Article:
I smell the salty sea. I hear seagulls crying and the distant voices of excited children. Opening my eyes, I stay laying in the cloud like bed. At the half open window, the breeze moves the netted curtain back and forth as if it’s breathing. There is a waft of frying bacon.
I have eggs, bacon and toast then set off from the bed and breakfast. All day I walk around Blackpool. The morning is a little dull; heavy clouds fight with the sun, the sea waves over the dark sand of the beach. There is a handful of people about; dog walkers, families, old couples, a mini bus of school children.
I walk on the promenade. Going past all the shops selling tourist things; postcards, sticks of rock, magnets and beach toys. The cafes where breakfast is in full swing and their windows are dripping condensation. The arcades and casinos with their doors shut, locked until lunchtime. Ice cream stands, sweet treat stalls and fast food vans at every few steps trying to tempted me.
I walk on the piers. The damp wooden planks creaking underneath me. The sea crashing below trying to erode the iron supports away. The benches with their green iron frames awaiting weary bodies. The rusting memory plaques of people long gone who once loved this spot.
Just opening fairground game stalls with harsh looking aged men hanging up cheaply made soft toys. A closed beach shop, a closed arcade, a closed cafe and music hall. Near the end of the pier is a small collection of children’s theme park rides still hidden their covers. All these places will open in the afternoon when they make the better business.
Here, yet more food stalls; a white trailer selling burgers and hot dogs, a drinks bar, a sweet stand. There pink and blue candy floss swing in bags and giant ‘dummy’ suckers on red ribbon necklaces dangle next to them. In trays lay pick ‘a’ mix sweets, boxes of chocolate and fudge, mint hum bugs in jars with labels saying ‘A gift for you from Blackpool.’ Sticks of rock in all sizes stand out with their brightly coloured strips.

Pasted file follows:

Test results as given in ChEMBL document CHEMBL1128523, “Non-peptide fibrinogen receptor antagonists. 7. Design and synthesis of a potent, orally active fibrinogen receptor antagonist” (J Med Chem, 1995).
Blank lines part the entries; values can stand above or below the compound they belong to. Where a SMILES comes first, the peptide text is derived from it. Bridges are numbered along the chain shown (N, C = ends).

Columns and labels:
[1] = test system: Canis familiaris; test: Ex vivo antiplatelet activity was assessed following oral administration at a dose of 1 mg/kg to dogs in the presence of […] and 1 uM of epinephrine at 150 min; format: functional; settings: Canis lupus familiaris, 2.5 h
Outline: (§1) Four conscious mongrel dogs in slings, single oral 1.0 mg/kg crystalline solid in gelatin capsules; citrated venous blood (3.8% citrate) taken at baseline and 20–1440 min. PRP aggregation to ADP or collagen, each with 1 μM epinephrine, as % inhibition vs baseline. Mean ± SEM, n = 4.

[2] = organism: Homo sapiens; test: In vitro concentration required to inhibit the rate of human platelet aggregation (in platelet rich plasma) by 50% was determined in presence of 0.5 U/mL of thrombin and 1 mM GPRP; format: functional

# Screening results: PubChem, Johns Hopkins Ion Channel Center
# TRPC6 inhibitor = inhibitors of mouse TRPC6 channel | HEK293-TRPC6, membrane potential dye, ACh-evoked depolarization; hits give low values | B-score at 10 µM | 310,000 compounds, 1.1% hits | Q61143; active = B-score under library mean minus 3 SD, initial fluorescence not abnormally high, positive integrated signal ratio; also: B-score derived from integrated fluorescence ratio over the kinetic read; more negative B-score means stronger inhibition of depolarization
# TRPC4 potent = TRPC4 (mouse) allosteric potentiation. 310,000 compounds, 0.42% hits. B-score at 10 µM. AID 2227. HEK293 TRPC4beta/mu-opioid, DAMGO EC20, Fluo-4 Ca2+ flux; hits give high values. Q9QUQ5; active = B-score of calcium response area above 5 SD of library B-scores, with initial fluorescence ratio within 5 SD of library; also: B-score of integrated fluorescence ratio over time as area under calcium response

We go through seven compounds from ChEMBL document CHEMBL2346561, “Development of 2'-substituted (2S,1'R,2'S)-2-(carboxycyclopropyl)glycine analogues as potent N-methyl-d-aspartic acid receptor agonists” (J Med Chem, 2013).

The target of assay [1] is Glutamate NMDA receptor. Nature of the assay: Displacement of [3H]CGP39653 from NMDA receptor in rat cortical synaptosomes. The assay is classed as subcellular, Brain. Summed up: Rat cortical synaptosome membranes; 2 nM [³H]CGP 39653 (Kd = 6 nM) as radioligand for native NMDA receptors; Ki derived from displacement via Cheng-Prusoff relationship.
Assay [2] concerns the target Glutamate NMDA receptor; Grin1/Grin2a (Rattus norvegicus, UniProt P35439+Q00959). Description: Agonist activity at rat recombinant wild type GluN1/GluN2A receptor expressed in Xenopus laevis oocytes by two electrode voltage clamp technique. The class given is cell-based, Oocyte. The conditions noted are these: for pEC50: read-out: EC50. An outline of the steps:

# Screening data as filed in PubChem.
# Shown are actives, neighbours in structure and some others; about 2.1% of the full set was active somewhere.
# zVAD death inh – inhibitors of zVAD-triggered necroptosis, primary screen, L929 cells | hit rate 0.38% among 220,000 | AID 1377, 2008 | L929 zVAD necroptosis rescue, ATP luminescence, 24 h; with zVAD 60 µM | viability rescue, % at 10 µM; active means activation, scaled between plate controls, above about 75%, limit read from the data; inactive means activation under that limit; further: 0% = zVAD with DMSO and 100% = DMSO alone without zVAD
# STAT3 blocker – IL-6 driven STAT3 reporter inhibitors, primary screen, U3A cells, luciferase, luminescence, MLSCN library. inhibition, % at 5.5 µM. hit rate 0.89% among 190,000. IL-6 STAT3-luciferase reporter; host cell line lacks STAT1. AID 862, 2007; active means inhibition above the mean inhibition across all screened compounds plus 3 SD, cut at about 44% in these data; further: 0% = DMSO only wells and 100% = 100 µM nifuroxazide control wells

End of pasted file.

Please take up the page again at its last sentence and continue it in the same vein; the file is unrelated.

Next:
I buy a few sticks of rock and go to the end of the pier. I unwrap one and stand looking out to sea, sucking on the minty sweet. The waves are far out, blending with the grey sky. There are no boats or people in the water. Birds hover looking for fish. I think about being out there, surrounded by the waves.
Finishing the stick of rock, I walk back and go down a sand covered boat slipway. It sinks into the beach. I walk across the drying sand, noticing old bits of things the sea has left behind; seaweed, sticks, food wraps, drink cans, plastic bags, dead crabs, broken shells.
Close by, sad looking donkeys huddle together, their little bells chiming, their hoof prints deep in the sand. A middle aged woman in a high visible jacket gives the donkeys buckets of water and hay.
I walk pass them. The woman looks over her shoulder, sees I’m not a customer and ignores me. She pats one of the donkeys’ shoulders, muttering something to it.
I get off the beach via a long staircase which takes me back to the far side of promenade. I turn and look back. Over everything the Blackpool tower rises; a monster of iron.
It starts to drizzle. I feel the specks of rain on my face and hands. There’s only open space here, so I walk for the nearest buildings but the arcade isn’t open yet and the fish and chip shop has no seating inside.
Further on is a cafe but it’s closed, a few shops then a restaurant but going in would mean having to buy something. I cross the road and go into the shelter of rows and rows of buildings that are either eating places, shops, arcades and casinos. The rain gets heavier, the sky gets darker, I weave in and out of these places.
I realise I’m going in the direction of my B&B. I pause by a food van and get a greasy burger and a can of coke. I put them in my pockets and hurry back to my room. The front door is open, nobody at the small welcome desk. There is noise from deeper inside; a vacuum cleaner, distant voices.
In my room, I drag a chair to the window, open it and sit there. I eat the cool burger. Not enjoying it but it solves my hunger. I drink some of coke then leave the rest. I get changed out of the wet clothes and into something drier and warmer. I go back to sitting by the window. The rain is really coming down now. It sweeps across in sheets, pounding over everything.
I take another stick of rock and suck on it to get the bad tasting burger out of my mouth. I carry on watching the rain and I think about the people out there, the donkeys on the beach, the distant and constant sea.